We will be traveling 5 days on trains in a 2 week trip, if we buy the Rail Pass do you still have to get a ticket for each leg in advance or do you just show up at the station? Which website is best to check point to point options and prices? Traveling end of Oct. Thanks!
Are you talking about a Eurail pass?
Polish trains are very cheap when purchased point to point without a pass. I'm not sure a Eurail pass (if that's what you mean) is worth getting for Poland. I haven't been to Poland since 2012, but the trains I took then were not especially nice. But they were so cheap that I booked first class whenever I could; on those trains, first class was kind of like second class in most other countries.
I agree that some kind of rail pass is a total waste of money for Poland. The trains are incredibly cheap and even more so when you are entitled to a senior fare. Take the PKP train planner for the schedules and prices (4 Zlotys to 1 USD). No need for advance reservation. Buy your tickets late afternoon or evening before departure, if only not to run the risk of a slow queue at the ticket window when your train is about to depart.
I cannot complain about the Polish trains. They are extremely punctual and some trains - certainly not all - might be somewhat old fashioned, but quite comfortable. I didn't see the need of travelling 1st class, which no European would ever do, unless the boss pays for it.
Thanks! I am looking at Eurail pass, senior fare is $91.00 for 5 days.just wondering if it is more convenient to have a pass instead of going to train station day before.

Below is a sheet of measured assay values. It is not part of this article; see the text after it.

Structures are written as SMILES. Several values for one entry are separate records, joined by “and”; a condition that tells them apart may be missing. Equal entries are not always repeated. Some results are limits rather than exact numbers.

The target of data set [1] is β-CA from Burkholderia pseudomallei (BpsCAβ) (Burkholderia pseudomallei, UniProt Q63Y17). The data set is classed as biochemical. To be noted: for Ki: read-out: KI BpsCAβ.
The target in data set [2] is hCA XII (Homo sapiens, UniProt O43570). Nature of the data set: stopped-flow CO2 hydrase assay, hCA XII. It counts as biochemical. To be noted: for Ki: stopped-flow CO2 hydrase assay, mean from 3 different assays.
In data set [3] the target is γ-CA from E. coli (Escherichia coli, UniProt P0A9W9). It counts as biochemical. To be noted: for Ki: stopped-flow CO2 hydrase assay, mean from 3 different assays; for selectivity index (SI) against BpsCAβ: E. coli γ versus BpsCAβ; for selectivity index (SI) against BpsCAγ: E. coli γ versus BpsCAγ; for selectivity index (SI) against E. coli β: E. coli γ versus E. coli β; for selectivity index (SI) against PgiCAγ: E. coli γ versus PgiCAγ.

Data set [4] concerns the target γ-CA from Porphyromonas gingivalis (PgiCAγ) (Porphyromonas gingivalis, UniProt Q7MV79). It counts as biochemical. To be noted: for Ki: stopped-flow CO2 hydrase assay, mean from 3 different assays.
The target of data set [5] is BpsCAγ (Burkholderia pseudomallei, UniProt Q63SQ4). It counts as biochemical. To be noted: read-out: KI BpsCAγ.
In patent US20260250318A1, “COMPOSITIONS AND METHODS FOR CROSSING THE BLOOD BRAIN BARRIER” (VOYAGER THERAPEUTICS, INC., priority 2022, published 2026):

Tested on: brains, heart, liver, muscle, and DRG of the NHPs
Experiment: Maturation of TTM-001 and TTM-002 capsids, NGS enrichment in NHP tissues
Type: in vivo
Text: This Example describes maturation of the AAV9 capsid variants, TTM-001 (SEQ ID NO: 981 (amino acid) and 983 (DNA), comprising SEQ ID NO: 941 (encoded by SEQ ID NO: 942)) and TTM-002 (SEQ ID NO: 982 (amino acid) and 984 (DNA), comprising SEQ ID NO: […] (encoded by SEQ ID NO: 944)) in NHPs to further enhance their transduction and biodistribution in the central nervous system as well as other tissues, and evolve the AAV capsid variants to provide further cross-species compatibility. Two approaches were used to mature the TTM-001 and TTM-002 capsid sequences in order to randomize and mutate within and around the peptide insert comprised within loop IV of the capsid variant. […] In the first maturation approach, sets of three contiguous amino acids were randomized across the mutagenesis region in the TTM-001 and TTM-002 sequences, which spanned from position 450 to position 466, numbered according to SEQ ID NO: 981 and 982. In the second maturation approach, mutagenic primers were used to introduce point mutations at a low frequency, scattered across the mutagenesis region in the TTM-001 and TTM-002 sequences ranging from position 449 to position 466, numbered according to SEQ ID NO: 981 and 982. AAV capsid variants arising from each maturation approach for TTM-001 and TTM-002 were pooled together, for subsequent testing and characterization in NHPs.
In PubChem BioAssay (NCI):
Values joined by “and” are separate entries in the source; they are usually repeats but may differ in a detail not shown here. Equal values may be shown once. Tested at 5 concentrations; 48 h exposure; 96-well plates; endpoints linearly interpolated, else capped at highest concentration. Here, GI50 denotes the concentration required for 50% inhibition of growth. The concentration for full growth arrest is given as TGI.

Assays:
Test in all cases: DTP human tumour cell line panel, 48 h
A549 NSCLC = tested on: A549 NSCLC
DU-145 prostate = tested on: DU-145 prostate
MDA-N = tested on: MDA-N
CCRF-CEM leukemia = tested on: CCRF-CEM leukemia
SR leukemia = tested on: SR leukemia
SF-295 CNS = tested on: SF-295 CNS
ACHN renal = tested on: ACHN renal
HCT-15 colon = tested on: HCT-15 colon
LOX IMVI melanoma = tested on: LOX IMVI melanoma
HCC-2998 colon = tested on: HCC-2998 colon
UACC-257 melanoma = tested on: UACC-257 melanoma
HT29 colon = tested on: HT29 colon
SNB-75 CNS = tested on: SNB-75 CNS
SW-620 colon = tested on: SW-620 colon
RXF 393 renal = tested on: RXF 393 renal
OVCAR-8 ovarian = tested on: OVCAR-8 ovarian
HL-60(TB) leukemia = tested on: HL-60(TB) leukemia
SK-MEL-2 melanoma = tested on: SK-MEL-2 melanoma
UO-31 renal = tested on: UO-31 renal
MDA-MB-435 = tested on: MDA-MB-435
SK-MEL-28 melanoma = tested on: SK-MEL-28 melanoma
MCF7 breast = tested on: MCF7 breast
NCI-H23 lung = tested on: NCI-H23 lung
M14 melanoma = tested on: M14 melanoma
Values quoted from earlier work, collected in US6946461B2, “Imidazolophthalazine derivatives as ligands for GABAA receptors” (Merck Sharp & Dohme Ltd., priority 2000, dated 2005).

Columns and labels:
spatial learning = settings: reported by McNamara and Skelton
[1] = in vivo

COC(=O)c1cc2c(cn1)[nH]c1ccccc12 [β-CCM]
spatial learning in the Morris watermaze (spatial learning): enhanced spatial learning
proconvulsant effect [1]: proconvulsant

You are right, my point to point prices at $60.00 USD, saving $30.00 per person! Thanks!
Depending upon the type of train you will need a seat reservation anyway, if your reason for getting a pass is to avoid the ticket window and just show up, it’s probably not going to work. Trains are cheap and you can easily book in advance online. Some trains first class is a good idea but I found the Gdańsk to Krakow route that second class would have been fine (we were in first).
Forget the passes. Trains are quite inexpensive, and second class will work just fine. Regarding Andrew's comment, the trains have improved a lot since 2012, and the once connecting the major cities where most tourists go are nice and modern (Italian Pendolino trains). See photos for Poland in this link: https://en.wikipedia.org/wiki/Pendolino
I have my train tickets bought and downloaded. The only thing I cannot see is the seat or car numbers. Are those assigned ahead and somewhere on the tickets? If not, do we take any seat? Thanks
What website did you buy the tickets from? The seat and car numbers were always on my first-class tickets. But many long distance second class tickets would have assigned seats as well. The seat column might be headed "Nr miejsca". The car number might be just under the Train Number, some of which are "IC 122345" for example.